When can operators apply for leniency?
Application report and key evidence required for leniency applications
Other requirements for leniency
Who can ask for a marker?
How are applicants classed?
Decision and publication of leniency


In June 2020 the Anti-monopoly Bureau of the State Administration for Market Regulation (SAMR) published a new book, the 2019 Compilation of Antitrust Regulations and Guidelines, which contains four previously unpublished guidelines covering the automotive sector, IP rights, leniency policy and commitments by undertakings. The Guidelines on Leniency for Horizontal Monopoly Agreements (the leniency guidelines) detail the SAMR's leniency policies towards horizontal monopoly agreements (cartels) under China's antitrust law system.

Monopoly agreements by competitors are generally highly secretive and, except for extreme scenarios, the parties to such agreements lack an incentive to whistleblow to the competition authorities. The SAMR's leniency policy is formulated to encourage such parties to voluntarily self-report and hand over substantive evidence by granting them exemptions or fine reductions.

Article 46 of the Anti-monopoly Law (AML) provides that where an operator engaged in a monopoly agreement voluntarily reports said agreement and provides material evidence thereof to the authorities, they could be eligible for a reduction or exemption from punishment. Further, Articles 33 and 34 (among others) of the Interim Provisions on Prohibiting Monopoly Agreements promulgated by the SAMR:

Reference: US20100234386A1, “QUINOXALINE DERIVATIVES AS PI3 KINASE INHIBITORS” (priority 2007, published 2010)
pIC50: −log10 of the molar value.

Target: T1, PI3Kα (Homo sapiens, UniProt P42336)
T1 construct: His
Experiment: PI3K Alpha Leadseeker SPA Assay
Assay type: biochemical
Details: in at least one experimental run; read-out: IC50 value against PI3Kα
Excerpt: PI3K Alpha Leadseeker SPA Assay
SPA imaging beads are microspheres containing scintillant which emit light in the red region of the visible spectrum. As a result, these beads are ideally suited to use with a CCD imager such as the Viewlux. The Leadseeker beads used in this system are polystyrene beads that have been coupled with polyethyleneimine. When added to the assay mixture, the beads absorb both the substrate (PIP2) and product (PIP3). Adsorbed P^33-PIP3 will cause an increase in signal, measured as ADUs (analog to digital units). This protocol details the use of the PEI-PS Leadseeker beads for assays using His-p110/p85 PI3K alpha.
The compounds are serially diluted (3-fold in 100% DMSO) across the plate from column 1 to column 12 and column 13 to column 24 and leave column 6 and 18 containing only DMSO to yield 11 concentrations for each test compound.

• clarify how reductions or exemptions from penalties apply;
  • define 'material evidence'; and
  • set out factors used to 'mark' an applicant for consideration by the authorities.

Preparations for the leniency guidelines by anti-monopoly authorities go as far back as 2015. In June 2015 the Office of the Anti-monopoly Commission of the State Council organised the three former antitrust enforcement agencies (ie, the Ministry of Commerce, the National Development and Reform Commission (NDRC) and the previous State Administration for Industry and Commerce) to draft the leniency guidelines. In February 2016 the NDRC released the draft leniency guidelines to solicit public comments. In February 2017 the Office of the Anti-monopoly Commission of the State Council revised the draft leniency guidelines based on the opinions of the members and experts of the Anti-monopoly Commission under the State Council. Due to the administrative restructuring of the State Council, in August 2018 certain provisions of the draft leniency guidelines were further amended. On approval by the Anti-monopoly Commission under the State Council, the leniency guidelines were officially issued on 4 January 2019 and published along with the other three guidelines in the abovementioned book.